The Demon Kings of old were feared and reviled by all, and Theliad, much like the rest of the world, was not spared their rampaging shortly after the Apocalypse ended with the death of the gods. In this region it is known that many such ancient demon kings settled, as they tired from their ceaseless rampaging or were at last captured, imprisoned, or sometimes even destroyed. Scholarly records suggest that eleven demon kings were left alive or imprisoned in the land, and to this day there are Cults of the Eleven in the region, which revere and seek dark power from these entities.
The last thousand years of history in Theliad have revealed two more “ascended immortals.” One is a man named Krytias, a scholar and student of lore who discovered, some say, the very cavern in which Hakarthos gained his divinity. Krytias manifested his divinity two centuries ago, and has been a peaceful ascetic ever since, teaching others how to achieve spiritual unity based on his visions prompted by the visits he makes to the sacred caves. His temple is located in the isles of Nelindiros.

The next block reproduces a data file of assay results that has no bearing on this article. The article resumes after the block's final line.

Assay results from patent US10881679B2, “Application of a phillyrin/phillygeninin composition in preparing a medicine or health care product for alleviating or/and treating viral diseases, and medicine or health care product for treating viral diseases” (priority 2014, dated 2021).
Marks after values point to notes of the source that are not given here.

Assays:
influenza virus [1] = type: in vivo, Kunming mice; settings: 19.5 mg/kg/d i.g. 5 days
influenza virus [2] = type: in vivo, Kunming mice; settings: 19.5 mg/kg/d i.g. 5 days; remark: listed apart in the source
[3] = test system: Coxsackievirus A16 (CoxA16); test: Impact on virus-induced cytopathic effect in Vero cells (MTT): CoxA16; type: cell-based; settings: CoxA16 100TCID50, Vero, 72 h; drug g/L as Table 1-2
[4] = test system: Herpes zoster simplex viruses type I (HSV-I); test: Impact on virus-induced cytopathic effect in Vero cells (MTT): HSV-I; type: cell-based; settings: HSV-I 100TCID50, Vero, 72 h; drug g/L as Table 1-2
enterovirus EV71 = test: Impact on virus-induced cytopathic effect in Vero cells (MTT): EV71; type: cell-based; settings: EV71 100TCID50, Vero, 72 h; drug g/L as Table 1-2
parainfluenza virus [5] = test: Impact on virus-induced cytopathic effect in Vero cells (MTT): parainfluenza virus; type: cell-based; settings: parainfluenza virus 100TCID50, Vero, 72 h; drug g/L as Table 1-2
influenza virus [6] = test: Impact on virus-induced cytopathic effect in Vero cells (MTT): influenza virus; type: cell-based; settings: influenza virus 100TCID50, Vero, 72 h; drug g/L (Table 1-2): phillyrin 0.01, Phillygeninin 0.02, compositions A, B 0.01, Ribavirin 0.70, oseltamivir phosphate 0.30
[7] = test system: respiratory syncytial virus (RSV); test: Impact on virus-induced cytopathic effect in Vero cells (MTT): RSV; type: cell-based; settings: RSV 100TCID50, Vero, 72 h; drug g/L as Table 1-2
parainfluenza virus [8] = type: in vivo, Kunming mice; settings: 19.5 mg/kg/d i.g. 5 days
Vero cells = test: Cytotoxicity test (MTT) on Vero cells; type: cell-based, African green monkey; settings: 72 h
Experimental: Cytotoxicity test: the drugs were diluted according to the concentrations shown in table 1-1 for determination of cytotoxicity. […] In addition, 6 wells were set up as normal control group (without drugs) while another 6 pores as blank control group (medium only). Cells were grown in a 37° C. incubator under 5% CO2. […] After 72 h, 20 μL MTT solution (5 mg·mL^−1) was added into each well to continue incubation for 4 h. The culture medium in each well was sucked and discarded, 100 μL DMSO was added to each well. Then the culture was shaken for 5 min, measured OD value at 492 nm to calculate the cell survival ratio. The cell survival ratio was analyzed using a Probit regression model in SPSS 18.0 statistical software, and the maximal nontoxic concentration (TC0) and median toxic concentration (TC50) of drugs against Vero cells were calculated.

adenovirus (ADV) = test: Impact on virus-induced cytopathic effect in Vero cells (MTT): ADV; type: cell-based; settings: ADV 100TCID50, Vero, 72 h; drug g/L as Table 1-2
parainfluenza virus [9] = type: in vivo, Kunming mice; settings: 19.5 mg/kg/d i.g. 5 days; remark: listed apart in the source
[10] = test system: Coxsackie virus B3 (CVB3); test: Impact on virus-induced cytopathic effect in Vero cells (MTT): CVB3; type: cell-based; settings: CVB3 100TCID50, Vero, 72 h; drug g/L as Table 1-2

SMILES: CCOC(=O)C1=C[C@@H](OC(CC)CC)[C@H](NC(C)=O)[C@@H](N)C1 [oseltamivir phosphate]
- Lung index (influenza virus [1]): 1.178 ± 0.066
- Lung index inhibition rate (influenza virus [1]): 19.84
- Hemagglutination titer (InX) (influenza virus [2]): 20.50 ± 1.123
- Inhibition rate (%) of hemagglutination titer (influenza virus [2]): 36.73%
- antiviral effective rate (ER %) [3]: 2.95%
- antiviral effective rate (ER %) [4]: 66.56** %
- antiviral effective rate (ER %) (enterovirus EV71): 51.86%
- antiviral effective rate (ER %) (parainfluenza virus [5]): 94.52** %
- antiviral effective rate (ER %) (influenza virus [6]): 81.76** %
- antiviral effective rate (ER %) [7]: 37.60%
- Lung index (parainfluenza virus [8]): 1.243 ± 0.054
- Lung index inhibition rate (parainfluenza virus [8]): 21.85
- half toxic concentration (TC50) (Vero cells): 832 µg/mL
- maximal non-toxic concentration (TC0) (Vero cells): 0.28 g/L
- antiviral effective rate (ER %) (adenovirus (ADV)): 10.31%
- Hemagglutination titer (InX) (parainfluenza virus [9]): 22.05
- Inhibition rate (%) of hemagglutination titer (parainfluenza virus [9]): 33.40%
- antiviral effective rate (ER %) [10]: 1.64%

The other immortal is a man of mixed infernal heritage, whose mother may have been taken by one of the Eleven, specifically the infernal king Naramaeos. This son, named Tyrios, rose to power by virtue of his wiles and charms in the city of Masar, where he has ruled with an iron fist now for four centuries. Masar is a decadent kingdom of dark delights and opiates, reveling in the slave trade and the exploitation of others. It serves as an unpleasant bridge between the westerlands of Abraheil and the rest of Theliad.
Of the many lands in the region, Theliad and Ekarthask are unique in that they eschew all faith in magical teachings, and disdains sorcery in all forms. These people only nominally tolerate divine practitioners, and seek instead the guidance of men who are enlightened through conventional wisdom.